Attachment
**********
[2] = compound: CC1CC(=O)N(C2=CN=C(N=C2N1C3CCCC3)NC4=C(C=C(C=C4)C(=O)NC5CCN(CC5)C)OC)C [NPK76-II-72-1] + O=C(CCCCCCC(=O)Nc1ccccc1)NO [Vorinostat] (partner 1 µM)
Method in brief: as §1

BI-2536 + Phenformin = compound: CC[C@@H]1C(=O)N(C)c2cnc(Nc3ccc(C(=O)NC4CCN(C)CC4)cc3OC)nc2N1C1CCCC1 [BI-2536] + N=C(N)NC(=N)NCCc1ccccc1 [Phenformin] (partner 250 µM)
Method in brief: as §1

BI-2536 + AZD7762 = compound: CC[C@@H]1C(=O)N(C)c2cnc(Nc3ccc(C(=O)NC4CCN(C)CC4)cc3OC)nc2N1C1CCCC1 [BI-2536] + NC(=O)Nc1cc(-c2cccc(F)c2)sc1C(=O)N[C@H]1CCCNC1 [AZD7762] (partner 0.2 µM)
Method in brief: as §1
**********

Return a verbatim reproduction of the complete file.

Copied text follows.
[2] = compound: CC1CC(=O)N(C2=CN=C(N=C2N1C3CCCC3)NC4=C(C=C(C=C4)C(=O)NC5CCN(CC5)C)OC)C [NPK76-II-72-1] + O=C(CCCCCCC(=O)Nc1ccccc1)NO [Vorinostat] (partner 1 µM)
Method in brief: as §1

BI-2536 + Phenformin = compound: CC[C@@H]1C(=O)N(C)c2cnc(Nc3ccc(C(=O)NC4CCN(C)CC4)cc3OC)nc2N1C1CCCC1 [BI-2536] + N=C(N)NC(=N)NCCc1ccccc1 [Phenformin] (partner 250 µM)
Method in brief: as §1

BI-2536 + AZD7762 = compound: CC[C@@H]1C(=O)N(C)c2cnc(Nc3ccc(C(=O)NC4CCN(C)CC4)cc3OC)nc2N1C1CCCC1 [BI-2536] + NC(=O)Nc1cc(-c2cccc(F)c2)sc1C(=O)N[C@H]1CCCNC1 [AZD7762] (partner 0.2 µM)
Method in brief: as §1